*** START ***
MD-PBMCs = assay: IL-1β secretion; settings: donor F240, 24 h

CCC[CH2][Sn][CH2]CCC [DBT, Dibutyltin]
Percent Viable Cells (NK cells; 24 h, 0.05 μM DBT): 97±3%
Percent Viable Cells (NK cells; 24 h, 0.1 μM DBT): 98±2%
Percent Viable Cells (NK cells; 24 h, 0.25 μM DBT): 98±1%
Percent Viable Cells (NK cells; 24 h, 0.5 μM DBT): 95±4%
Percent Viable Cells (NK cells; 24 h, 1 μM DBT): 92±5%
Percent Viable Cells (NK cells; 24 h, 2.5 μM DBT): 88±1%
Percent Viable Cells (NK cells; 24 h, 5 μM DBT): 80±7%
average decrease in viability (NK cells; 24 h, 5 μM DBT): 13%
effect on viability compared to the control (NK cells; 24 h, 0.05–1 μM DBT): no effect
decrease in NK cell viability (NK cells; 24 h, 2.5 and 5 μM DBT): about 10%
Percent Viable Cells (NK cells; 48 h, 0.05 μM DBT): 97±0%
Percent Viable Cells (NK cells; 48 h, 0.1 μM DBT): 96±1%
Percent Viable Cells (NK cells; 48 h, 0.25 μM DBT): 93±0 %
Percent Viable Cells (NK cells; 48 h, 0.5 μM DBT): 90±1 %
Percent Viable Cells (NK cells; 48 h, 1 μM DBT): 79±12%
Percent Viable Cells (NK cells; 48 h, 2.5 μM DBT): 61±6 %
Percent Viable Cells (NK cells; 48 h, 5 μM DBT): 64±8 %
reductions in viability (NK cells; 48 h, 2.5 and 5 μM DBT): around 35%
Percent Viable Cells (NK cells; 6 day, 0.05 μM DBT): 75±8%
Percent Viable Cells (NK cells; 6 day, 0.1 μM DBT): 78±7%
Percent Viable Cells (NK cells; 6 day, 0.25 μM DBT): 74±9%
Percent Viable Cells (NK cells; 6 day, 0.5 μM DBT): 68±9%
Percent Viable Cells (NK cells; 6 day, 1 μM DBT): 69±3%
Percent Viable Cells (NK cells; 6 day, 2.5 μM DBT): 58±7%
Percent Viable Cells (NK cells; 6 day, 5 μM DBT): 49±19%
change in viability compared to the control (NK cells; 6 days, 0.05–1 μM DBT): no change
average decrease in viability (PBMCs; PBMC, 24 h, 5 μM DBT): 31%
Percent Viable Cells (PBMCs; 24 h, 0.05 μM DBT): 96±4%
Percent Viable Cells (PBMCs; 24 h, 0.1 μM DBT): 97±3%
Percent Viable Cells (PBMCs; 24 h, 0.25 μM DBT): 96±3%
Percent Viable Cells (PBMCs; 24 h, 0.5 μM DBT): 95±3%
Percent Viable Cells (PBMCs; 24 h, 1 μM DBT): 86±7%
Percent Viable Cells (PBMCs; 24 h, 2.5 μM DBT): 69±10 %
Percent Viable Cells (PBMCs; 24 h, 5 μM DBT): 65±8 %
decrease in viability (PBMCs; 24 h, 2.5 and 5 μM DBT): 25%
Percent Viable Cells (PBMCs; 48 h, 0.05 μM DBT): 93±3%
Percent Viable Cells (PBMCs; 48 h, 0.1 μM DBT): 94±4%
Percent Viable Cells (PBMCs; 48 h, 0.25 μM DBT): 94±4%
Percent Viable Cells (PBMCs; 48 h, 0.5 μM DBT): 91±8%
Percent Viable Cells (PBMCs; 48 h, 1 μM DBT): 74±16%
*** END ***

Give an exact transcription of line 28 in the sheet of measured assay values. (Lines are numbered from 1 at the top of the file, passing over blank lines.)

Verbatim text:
change in viability compared to the control (NK cells; 6 days, 0.05–1 μM DBT): no change